|A school in Tanzania credit: Worldcrunch.org|
Both of these findings support my argument that Chinese aid is all about politics, symbolism, and soft power -- and not a simple swap-for-resources, as it has often been portrayed.
How do we do it in the West? This morning I've been reading a dissertation by one of my students, Ryan Briggs. At one point he gives the startling example of a World Bank funded school construction project in Malawi.
Briggs reports that of the World Bank's target of 1600 classrooms, half were never built, and according to the World Bank's own report, 340 of the 858 classrooms that were built were "left unfinished ... implementation of this component was unsatisfactory and contributed to the premature depletion of funds" (World Bank, 2001: 8). Further, "the Government failed to provide the necessary oversight ... accounts were not well maintained ... records were not properly kept ..." (2001: 15).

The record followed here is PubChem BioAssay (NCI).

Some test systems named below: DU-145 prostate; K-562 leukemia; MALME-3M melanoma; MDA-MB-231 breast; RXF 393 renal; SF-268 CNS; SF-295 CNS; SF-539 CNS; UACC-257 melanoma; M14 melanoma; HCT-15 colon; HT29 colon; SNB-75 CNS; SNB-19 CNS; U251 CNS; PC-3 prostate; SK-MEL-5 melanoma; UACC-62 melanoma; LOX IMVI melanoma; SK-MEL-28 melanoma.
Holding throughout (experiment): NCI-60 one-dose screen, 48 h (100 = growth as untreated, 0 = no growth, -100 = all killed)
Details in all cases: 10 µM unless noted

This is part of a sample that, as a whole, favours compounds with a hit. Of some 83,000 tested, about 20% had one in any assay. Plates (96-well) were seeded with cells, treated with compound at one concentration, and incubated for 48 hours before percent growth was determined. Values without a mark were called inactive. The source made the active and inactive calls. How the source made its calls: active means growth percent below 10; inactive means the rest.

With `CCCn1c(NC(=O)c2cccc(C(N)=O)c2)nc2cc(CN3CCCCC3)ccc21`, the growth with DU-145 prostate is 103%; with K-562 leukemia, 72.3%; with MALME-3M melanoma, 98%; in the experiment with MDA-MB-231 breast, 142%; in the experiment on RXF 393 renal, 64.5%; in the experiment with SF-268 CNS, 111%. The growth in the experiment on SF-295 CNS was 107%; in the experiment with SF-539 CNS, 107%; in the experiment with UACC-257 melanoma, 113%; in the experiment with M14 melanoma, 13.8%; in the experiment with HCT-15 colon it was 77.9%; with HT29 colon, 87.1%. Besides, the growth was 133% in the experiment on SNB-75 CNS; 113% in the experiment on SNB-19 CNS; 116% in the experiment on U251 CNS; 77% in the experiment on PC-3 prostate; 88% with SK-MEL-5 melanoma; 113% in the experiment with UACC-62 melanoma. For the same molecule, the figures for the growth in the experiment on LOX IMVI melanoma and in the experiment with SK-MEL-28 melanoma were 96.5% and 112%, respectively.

Neither approach seems terribly satisfactory for making an impact on education. But in terms of financing school construction, the Chinese at least are dealing pragmatically with governance as it is, rather than governance as we wish it to be.
A h/t to Ryan Briggs.
Source: World Bank (2001) "Implementation completion report (IDA-28100; pp -p9380)
primary education project on a credit in the amount of SDR 15.1 (US$ million
equivalent) to the Republic of Malawi for a primary education project." Technical
report, World Bank.